Obviously, I couldn’t rock the ‘broken suspension’ look for long, so a few final elements were needed to complete the A6’s transformation. Firstly I just had to put some nicer wheels on the car, so I opted for a set of 19×8.5 Rotiform IND-T’s, which were then powder coated in matte anthracite by our partners at The Wheel Specialist Bournemouth and fitted to a set of Nankang NS20 215/35/19 tyres resulting in some subtle stretch. 15mm spacers were also added up front. To match the finish of the wheels, I called on the services of Jack & Luke at JCT Developments in Ringwood to apply some Slam Sanctuary branding using 3M wrap film across both front doors, resulting in a perfect match with the anthracite wheels.

 

I next visited our friends at Xclusive Customs in Poole to get the rear windows tinted – although I wouldn’t usually go for a complete ‘limo spec’ tint, it was important to hide what I was carrying from view, especially when leaving the car in random places overnight. Lastly, the car was finished off with a Seat Cupra R front splitter which makes the rounded front-end slightly more aggressive. Other than that, the car remains standard. I then got on the phone to our insurers, Herts Insurance Consultants (HIC), to declare the new modifications and agreed on a specialised policy. Don’t forget to do this when bagging your car or your insurance could be invalid… it isn’t always more expensive to do so.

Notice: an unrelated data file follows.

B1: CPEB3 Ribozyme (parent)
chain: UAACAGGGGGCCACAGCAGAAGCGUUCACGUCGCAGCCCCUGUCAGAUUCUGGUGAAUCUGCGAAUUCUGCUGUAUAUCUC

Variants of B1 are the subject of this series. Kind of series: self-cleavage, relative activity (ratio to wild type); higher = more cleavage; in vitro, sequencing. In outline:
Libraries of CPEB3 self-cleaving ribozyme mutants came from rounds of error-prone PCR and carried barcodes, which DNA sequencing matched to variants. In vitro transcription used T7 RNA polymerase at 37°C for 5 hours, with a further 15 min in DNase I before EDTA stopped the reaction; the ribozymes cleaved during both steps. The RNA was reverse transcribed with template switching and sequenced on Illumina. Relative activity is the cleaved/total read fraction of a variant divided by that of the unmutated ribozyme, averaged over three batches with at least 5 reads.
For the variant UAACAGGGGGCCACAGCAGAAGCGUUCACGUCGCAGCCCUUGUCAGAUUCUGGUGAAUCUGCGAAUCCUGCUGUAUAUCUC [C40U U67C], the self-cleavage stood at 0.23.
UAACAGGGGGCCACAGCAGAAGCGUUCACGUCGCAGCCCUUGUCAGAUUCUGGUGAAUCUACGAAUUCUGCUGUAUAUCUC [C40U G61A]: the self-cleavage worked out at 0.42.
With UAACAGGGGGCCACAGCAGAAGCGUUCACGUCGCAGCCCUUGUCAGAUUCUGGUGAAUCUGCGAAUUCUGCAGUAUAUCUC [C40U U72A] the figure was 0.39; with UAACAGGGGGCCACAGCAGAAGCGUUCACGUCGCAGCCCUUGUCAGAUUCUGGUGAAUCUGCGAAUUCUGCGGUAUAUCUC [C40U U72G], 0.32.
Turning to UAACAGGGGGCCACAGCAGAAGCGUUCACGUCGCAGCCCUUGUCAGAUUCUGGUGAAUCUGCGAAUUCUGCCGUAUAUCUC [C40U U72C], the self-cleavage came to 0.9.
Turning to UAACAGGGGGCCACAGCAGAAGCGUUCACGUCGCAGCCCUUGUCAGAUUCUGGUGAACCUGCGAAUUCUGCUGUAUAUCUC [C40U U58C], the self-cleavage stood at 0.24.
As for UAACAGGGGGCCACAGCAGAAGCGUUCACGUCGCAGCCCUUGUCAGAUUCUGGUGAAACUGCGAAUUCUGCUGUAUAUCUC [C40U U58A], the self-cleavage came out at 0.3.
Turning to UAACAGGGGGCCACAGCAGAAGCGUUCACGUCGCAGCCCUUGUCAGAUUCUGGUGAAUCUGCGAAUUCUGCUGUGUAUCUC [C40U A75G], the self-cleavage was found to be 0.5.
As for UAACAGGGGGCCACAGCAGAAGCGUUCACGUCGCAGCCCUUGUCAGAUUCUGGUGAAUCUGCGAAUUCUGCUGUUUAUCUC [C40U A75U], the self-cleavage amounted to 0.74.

Nine months of testing and abuse later, I finally took the A6 to the New Forest one evening to capture these photographs. To conclude, this car has been the perfect daily workhorse and it does exactly what I need it to do without costing the earth to maintain. I’ve driven it thousands of miles all over the UK and Europe and had no issues with the air ride whatsoever. I can jump in it and drive anywhere without worrying. If you want a hassle-free way to lower your car, I can’t recommend bagging your car enough. Do not fear if there isn’t a bolt-on kit readily available for your car, hopefully I’ve shown that there’s usually a way around it by using universal bags and some basic fabrication which doesn’t have to bankrupt you. Only Charged Dubs even offer a bag upgrade for BC Racing coilovers now, so there really are endless options out there. Don’t be put off, make it a life on air.

 

Only Charged Dubs / BAGS by OCD:

Only Charged Dubs on Instagram

BAGS by OCD on Instagram

Only Charged Dubs website

 

Air Lift Performance:

Air Lift on Instagram

Air Lift website

 

AccuAir:

AccuAir on Instagram

AccuAir website

 

Rotiform:

Rotiform on Instagram

Rotiform website

 

Herts Insurance (HIC):

HIC on Instagram

HIC website

 

SHOP AIR RIDE & ROTIFORM:

Visit our web store

Air by OCD – Matt Payne’s 1992 Mercedes-Benz W201 190E

Words & Photos by Henry Phull